Creating a California child custody agreement

On Behalf of | Nov 25, 2019 | Firm News

When parents of minor children divorce in California, the parents agree about custody and division of parenting time. Compromising with your child’s other parent on a parenting plan can help alleviate the time and cost of divorce proceedings. 

The state recognizes several types of custody arrangements, including joint or sole physical and legal custody with associated visitation schedules. 

Defining legal and physical custody 

Legal custody is the right to make important decisions on your child’s behalf. Examples include health care, education, lifestyle and religious instruction. The court may order joint or sole legal custody. When parents share joint legal custody, they may make decisions independently but should collaborate on major changes in the child’s life. 

With joint physical custody, the child spends about the same amount of time living with each parent. In other cases, one parent has sole custody and the other has visitation. 

Types of visitation schedules 

Parents have the freedom to agree on the visitation schedule that works best for their family. Common forms of California visitation include:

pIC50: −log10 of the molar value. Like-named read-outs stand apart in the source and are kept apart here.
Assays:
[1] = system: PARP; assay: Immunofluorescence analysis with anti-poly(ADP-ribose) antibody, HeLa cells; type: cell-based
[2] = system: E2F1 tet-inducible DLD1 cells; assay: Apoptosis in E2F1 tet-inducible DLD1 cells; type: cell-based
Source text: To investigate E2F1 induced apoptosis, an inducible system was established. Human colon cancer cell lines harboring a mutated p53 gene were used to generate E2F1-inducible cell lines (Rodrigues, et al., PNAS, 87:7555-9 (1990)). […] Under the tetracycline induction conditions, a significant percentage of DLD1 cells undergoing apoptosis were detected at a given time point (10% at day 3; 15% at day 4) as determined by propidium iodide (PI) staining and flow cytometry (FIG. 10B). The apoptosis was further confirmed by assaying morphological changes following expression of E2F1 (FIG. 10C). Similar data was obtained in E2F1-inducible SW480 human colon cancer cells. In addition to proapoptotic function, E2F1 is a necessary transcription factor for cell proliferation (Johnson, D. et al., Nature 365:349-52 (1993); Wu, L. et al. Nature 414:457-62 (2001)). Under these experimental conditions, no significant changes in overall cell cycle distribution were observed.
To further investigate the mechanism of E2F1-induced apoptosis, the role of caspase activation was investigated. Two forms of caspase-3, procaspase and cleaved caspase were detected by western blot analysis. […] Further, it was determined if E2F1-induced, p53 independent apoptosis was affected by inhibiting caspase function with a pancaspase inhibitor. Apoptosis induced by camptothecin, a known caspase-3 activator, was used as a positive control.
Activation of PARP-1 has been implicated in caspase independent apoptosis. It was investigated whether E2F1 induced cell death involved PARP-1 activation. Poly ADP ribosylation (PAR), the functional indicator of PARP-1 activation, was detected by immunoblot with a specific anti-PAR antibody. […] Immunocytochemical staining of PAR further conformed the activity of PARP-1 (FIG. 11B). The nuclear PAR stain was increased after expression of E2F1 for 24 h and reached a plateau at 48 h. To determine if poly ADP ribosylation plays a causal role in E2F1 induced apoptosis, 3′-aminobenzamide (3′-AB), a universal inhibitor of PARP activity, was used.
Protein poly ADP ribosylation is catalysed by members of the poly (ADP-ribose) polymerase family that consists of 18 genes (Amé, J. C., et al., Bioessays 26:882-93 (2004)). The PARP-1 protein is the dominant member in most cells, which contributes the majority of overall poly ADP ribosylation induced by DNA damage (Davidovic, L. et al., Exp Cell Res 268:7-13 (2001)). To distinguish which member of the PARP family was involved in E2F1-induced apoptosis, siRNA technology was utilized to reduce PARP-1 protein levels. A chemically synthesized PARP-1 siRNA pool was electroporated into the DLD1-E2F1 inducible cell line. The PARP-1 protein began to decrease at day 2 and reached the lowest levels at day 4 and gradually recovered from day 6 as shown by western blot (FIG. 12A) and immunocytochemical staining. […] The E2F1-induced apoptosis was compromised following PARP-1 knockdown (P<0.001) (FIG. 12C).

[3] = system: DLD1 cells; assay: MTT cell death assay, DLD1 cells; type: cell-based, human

• Reasonable visitation, in which the non-custodial parent has open-ended visitation. This schedule works well when parents have a good relationship, communicate with one another well and prefer to have flexible parenting time. 
  • Scheduled visitation, which outlines a detailed plan of when children will be with each parent, including time on holidays and school vacations 
  • Supervised visitation, in which the non-custodial parent can only see the children in the presence of another adult or an agency because of risk to the child’s well-being 

When parents cannot agree, the family court judge decides custody based on the child’s best interest. This determination considers the child’s age, health and parents; emotional connection and relationship with parents and community; the parents’ ability to provide support and care; and any substance abuse, neglect or violence history. The court limits visitation only when seeing the parent would cause the child emotional or physical harm.